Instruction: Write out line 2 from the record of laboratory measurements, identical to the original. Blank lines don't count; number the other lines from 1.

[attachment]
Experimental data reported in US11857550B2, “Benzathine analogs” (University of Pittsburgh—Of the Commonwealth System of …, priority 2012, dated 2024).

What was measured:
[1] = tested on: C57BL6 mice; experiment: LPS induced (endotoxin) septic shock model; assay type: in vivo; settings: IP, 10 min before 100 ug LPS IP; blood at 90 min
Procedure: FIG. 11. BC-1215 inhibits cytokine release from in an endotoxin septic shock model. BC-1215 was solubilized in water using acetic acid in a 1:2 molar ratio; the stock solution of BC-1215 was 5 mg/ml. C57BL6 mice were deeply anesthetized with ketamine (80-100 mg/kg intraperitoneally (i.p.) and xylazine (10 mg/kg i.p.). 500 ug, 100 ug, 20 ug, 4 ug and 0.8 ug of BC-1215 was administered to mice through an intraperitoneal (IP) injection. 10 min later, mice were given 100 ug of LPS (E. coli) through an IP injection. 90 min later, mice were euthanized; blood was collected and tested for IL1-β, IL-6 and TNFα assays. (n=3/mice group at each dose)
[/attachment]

What was measured: